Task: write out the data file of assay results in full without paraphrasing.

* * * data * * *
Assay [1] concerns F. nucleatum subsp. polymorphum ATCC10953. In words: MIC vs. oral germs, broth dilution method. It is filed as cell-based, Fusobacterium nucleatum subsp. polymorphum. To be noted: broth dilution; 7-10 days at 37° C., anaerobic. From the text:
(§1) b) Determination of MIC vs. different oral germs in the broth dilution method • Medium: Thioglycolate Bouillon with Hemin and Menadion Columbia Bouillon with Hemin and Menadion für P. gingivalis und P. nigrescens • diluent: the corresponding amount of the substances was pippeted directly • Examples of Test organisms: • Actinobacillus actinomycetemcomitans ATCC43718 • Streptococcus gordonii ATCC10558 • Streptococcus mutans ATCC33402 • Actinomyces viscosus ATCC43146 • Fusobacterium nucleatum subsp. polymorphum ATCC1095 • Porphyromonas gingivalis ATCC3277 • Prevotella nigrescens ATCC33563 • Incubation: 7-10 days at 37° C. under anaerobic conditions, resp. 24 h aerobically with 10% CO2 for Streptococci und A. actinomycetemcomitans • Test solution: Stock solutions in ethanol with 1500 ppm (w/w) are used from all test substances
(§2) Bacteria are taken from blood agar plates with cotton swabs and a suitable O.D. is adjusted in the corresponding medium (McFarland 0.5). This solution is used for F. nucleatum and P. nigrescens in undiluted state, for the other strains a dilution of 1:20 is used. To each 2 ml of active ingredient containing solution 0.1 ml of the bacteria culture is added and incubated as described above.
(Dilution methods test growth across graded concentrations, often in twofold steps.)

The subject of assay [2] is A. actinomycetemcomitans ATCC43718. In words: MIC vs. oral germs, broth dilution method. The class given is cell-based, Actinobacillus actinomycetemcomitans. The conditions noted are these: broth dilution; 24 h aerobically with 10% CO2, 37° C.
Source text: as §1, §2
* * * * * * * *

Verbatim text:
Assay [1] concerns F. nucleatum subsp. polymorphum ATCC10953. In words: MIC vs. oral germs, broth dilution method. It is filed as cell-based, Fusobacterium nucleatum subsp. polymorphum. To be noted: broth dilution; 7-10 days at 37° C., anaerobic. From the text:
(§1) b) Determination of MIC vs. different oral germs in the broth dilution method • Medium: Thioglycolate Bouillon with Hemin and Menadion Columbia Bouillon with Hemin and Menadion für P. gingivalis und P. nigrescens • diluent: the corresponding amount of the substances was pippeted directly • Examples of Test organisms: • Actinobacillus actinomycetemcomitans ATCC43718 • Streptococcus gordonii ATCC10558 • Streptococcus mutans ATCC33402 • Actinomyces viscosus ATCC43146 • Fusobacterium nucleatum subsp. polymorphum ATCC1095 • Porphyromonas gingivalis ATCC3277 • Prevotella nigrescens ATCC33563 • Incubation: 7-10 days at 37° C. under anaerobic conditions, resp. 24 h aerobically with 10% CO2 for Streptococci und A. actinomycetemcomitans • Test solution: Stock solutions in ethanol with 1500 ppm (w/w) are used from all test substances
(§2) Bacteria are taken from blood agar plates with cotton swabs and a suitable O.D. is adjusted in the corresponding medium (McFarland 0.5). This solution is used for F. nucleatum and P. nigrescens in undiluted state, for the other strains a dilution of 1:20 is used. To each 2 ml of active ingredient containing solution 0.1 ml of the bacteria culture is added and incubated as described above.
(Dilution methods test growth across graded concentrations, often in twofold steps.)

The subject of assay [2] is A. actinomycetemcomitans ATCC43718. In words: MIC vs. oral germs, broth dilution method. The class given is cell-based, Actinobacillus actinomycetemcomitans. The conditions noted are these: broth dilution; 24 h aerobically with 10% CO2, 37° C.
Source text: as §1, §2